The number of mortgage approvals granted to homebuyers declined significantly in September as borrowing costs rose.
The Bank of England said mortgage approvals for home purchases fell to 66,800 in September from 74,400 in August.
Much of the mortgage product disappeared from the market after the unveiling of the mini-budget on September 23, and lenders repriced their mortgages upwards. Many announcements made in the mini-budget have since been cancelled.
Hikes in the Bank of England’s base rate also pushed up mortgage rates.
Karim Haji, head of UK financial services at KPMG, said: “As we saw in September, lenders reacted to market turbulence by repricing mortgage rates or withdrawing products altogether.”
The situation worsened considerably when former Chancellor Kwasi Kwarteng unveiled his radical budget plan
Alice Haine, personal finance analyst at investment platform Bestinvest, said: “The panic in the market in the first three weeks of September may have been driven by rising interest rate expectations – the Bank of England raising the base rate by 50 basis points on September 22 to 2.25% – but the situation worsened dramatically when former Chancellor Kwasi Kwarteng unveiled his sweeping tax cuts plan unfunded taxes a day later.
“The mini-budget spooked the financial markets.”
She said “the mortgage pain is far from over,” adding that those whose agreements are expiring soon will have tough decisions to make.
The “effective” interest rate – the actual interest rate paid – on newly drawn mortgages rose to 2.84% in September, according to the Bank of England.
Rising energy bills on top of sky-high mortgages may make some homes simply unaffordable for people to stay in this winter
This is the biggest monthly increase since December 2021, when the Bank of England’s base rate started to rise.
Karen Noye, Mortgage Expert at Quilter, said: “Particularly as it gets colder, rising energy bills on top of sky-high mortgages may make some homes simply unaffordable for people this winter. …
“Later this week the Bank of England will likely raise interest rates again in an attempt to get inflation under control.”
Mark Harris, managing director of mortgage broker SPF Private Clients, said: “With further interest rate hikes likely this week, borrowers concerned about their mortgage should seek advice from a broker to find out what options are available. .”
Remortgage approvals, which only take into account remortgages with another lender, also fell in September, from 49,500 in August to 49,100.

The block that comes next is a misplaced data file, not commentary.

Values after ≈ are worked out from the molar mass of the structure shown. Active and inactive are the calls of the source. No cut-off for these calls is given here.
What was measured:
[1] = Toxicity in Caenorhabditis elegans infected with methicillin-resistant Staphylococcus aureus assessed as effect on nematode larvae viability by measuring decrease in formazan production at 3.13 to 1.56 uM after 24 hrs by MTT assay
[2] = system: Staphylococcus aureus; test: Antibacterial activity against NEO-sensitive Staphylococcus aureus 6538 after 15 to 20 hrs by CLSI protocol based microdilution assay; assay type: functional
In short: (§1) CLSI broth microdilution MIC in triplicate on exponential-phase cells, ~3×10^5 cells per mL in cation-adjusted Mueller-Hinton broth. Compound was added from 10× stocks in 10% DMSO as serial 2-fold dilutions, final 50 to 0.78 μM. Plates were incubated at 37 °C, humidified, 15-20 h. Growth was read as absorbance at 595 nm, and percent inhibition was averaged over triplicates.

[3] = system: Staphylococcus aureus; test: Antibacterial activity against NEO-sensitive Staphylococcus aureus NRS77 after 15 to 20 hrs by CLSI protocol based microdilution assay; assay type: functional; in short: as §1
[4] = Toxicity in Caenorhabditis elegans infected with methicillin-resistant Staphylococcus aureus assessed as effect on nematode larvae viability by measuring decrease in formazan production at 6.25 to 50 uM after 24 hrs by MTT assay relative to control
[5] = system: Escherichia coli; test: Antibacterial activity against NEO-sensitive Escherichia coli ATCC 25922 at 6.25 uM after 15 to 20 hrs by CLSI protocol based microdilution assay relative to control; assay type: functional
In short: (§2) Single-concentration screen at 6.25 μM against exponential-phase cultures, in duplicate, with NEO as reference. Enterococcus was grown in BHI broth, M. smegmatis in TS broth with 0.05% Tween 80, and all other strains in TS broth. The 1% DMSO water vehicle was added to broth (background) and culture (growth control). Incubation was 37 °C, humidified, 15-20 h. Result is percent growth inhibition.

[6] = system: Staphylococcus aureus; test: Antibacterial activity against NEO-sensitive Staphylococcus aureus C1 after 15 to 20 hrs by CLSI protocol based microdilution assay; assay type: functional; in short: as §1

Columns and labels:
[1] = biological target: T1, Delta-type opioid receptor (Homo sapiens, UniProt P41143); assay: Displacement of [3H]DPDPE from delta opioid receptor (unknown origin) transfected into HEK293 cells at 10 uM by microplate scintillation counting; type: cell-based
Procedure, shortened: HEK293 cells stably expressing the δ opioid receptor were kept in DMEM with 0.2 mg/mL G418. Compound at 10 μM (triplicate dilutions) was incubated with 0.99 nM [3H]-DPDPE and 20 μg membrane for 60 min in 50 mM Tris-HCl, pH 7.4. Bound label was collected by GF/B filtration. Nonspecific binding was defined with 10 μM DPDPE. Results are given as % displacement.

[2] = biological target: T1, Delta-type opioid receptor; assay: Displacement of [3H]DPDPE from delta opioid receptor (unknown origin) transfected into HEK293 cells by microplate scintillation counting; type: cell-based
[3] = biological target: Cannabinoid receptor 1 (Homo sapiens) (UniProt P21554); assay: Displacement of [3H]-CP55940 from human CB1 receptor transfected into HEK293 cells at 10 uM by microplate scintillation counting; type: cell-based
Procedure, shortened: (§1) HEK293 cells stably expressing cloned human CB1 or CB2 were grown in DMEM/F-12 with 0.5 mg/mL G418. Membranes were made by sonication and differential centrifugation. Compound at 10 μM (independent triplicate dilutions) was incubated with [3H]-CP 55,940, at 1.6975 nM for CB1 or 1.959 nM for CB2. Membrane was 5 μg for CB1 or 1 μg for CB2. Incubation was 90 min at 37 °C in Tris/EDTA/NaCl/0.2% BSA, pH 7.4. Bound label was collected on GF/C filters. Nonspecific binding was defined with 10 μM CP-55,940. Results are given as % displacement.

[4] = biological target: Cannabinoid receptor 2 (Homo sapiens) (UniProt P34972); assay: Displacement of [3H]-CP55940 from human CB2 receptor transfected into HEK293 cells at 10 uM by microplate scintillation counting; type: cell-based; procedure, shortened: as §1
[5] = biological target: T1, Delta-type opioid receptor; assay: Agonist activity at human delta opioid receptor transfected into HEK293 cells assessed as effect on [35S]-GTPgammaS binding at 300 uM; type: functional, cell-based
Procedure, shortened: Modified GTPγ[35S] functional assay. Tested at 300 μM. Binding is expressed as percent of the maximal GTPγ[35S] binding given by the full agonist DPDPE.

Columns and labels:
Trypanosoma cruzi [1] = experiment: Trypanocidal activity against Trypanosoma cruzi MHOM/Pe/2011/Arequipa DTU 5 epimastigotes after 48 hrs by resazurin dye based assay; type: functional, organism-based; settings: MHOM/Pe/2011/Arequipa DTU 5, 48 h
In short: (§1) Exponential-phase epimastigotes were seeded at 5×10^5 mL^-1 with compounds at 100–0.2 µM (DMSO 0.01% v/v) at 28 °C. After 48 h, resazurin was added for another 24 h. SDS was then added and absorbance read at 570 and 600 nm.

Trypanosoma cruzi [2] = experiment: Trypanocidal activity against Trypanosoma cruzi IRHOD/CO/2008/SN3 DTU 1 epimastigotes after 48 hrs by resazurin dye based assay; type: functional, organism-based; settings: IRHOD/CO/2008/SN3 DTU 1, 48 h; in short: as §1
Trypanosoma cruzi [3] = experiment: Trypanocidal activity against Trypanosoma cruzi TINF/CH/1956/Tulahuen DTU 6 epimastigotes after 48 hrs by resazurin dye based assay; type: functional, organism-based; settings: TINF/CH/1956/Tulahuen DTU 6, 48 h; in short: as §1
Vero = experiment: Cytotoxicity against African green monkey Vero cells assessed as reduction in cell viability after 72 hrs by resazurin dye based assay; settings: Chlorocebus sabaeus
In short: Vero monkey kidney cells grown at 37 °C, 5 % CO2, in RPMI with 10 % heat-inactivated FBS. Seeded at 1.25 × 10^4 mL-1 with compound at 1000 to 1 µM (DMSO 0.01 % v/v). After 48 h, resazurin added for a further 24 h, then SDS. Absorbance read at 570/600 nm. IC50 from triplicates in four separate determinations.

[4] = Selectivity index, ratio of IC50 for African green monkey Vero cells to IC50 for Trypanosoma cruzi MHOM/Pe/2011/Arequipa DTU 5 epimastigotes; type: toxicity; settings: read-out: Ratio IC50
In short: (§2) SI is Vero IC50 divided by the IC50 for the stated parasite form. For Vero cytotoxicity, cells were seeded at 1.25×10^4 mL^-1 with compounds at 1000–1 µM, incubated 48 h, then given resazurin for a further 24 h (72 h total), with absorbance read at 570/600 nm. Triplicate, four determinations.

Households also collectively deposited an additional £8.1bn with banks and building societies in September, up from £3.2bn in August.
It is the biggest increase in household deposits since June 2021, when the figure was £9.9bn.
When deposits to NS&I accounts were also included, a total of £8.9bn was paid into the accounts, which was well above the average monthly net flow of £5.3bn seen during of the last six months.
Savings rates have risen in recent months amid an increase in the Bank of England’s base rate.
Meanwhile, the annual growth rate of consumer credit, which includes credit card borrowing, personal loans, overdrafts and auto financing, accelerated slightly to 7.2% from 7.1% in August. in September.
This is the highest rate since March 2019, when annual consumer credit growth was also 7.2%.
In the latest total, the annual growth rate of credit card borrowing slowed from 13.2% in August to 12.1% in September, while the annual growth rate of other forms of consumer credit fell from 4.6% in August to 5.2% in September.
Rates paid on new personal loans fell in September, but those on interest-bearing credit cards and overdrafts rose, according to the Bank’s Money and Credit report.
Households will likely become even more cautious
Gabriella Dickens, senior UK economist at Pantheon Macroeconomics, said: “Looking ahead, we think households will remain wary, given that consumer confidence is still at an all-time low.
“Also note that households will likely become even more cautious as unemployment begins to rise in the coming months, as businesses seek to save in response to soaring borrowing costs.
“At the same time, the uneven nature of these savings surpluses means that some households have already exhausted their savings…
“Furthermore, the new surge in mortgage rates following the mini-budget will likely lead homeowners to increase their savings rate in order to pay off part of their mortgage when they come to refinance.”
The report adds that UK non-financial businesses borrowed £2.6bn in bank and building society loans in September, including overdrafts, on the net, compared to £7.6bn in net lending in September. august.